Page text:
The effects the work of the late Ruth Bader Ginsburg had on women’s equality in America – Essaylink

A causal analysis can serve one or more of four main purposes: to entertain, to inform, to speculate, and to
argue. Remember to consider your audience and purpose when crafting your thesis, clearly articulating the
ideas you have developed about the causes or consequences you want your readers to accept. Unless you’re
absolutely certain, using phrases such as “probably” and “most likely” will enhance your credibility with your
readers. You’ll also need to think critically about different causes or consequences (primary, contributory,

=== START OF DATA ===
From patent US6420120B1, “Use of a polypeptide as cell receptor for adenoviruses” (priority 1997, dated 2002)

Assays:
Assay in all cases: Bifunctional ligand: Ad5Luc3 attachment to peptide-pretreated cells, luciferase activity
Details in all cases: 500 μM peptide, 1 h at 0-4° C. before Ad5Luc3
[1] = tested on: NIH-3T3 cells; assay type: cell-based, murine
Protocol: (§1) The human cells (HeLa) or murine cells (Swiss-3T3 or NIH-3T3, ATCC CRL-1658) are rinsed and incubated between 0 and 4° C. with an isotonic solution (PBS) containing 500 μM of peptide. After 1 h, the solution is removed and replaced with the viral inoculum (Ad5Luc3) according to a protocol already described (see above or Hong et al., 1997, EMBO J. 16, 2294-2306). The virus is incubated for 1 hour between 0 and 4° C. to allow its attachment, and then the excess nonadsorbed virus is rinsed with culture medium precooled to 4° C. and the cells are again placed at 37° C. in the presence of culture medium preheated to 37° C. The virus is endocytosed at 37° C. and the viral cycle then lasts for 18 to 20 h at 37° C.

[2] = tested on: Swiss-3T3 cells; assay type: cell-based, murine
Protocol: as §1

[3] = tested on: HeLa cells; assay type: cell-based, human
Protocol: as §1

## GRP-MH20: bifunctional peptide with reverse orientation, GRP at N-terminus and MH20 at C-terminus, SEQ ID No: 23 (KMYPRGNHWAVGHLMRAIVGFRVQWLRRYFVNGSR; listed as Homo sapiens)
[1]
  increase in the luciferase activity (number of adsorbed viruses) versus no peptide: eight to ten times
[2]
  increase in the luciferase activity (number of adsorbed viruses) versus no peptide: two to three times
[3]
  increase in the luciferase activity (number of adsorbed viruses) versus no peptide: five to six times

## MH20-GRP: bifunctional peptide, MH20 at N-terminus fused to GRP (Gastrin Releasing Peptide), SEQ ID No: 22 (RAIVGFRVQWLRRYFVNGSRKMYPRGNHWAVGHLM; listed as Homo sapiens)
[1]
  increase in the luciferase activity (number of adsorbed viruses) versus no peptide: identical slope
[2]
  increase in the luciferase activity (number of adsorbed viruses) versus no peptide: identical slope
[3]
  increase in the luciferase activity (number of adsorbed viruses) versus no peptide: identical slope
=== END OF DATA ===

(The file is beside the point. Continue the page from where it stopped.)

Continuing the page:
immediate, remote, and so on) as well about whether you want to explain the causes or consequences in
chronological or emphatic order, using transitional words or phrases to help your readers follow your line of
thinking.
What conclusions can you draw from your analysis? What implications? If you answer these three questions,
your conclusion will offer you an opportunity to push your own thinking as well as that of your audience-and
you’ll write a meaningful conclusion, one that goes beyond a weary restatement of your introduction.

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